Shanna Pearson-Merkowitz and John McTague break down the votes of every Senator by faith since 1976 along ideological lines. They then plotted those votes along the ideological spectrum, where -1 is the most liberal while score of +1 is the most conservative. As you can see by the chart below, Mormons are more conservatve than even Evangelical Christian Senators.
Since 1976, Mormons average 0.21, firmly to the right of the moderate center point of zero. If you add the records of all other senators over this timespan together and average them, the number is -0.03, or just a tick to the left of center. If we restrict our analysis just to the Republican Party, we find that Mormons are a few notches to the right of their peers, registering an ideology score of 0.36, versus 0.31 for all other Republicans. Compare this with Republican evangelical Christian senators’ score of 0.42 and there is ample evidence of common ground between the two religious groupings. If religion were to influence a future Romney administration in the same manner as it has Mormon members of the Senate, then we should expect Romney to pursue a consistently conservative policy agenda, more or less in line with evangelicals.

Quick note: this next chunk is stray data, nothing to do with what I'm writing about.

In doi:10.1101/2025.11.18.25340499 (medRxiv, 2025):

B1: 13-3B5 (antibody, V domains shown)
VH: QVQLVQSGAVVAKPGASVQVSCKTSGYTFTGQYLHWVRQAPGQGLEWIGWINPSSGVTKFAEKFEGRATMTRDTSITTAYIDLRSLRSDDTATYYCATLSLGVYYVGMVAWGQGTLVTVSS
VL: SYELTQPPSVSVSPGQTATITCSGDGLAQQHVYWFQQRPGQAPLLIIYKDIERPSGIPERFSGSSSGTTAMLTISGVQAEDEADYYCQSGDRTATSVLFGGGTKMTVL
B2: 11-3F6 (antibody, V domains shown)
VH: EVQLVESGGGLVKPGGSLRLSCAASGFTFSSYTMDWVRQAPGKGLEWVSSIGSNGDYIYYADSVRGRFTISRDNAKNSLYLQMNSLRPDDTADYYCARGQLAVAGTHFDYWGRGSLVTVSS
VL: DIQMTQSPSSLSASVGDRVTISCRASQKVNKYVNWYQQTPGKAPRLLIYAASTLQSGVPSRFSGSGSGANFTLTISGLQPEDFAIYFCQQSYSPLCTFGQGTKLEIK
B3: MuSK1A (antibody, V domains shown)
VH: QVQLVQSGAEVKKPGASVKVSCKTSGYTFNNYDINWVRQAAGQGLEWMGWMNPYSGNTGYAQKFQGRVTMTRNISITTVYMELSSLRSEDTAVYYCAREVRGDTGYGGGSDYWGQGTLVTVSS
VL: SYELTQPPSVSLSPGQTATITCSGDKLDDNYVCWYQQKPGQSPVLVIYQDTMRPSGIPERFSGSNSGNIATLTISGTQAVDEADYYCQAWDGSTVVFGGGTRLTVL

Among Republicans only, Mormons still outflank their colleagues, voting conservatively, on average, 94 percent of the time, compared with 73 percent for all other Republicans. Republican evangelical Christian senators voted conservatively 92 percent of the time on these issues, nearly identical but slightly less than their Mormon co-partisans.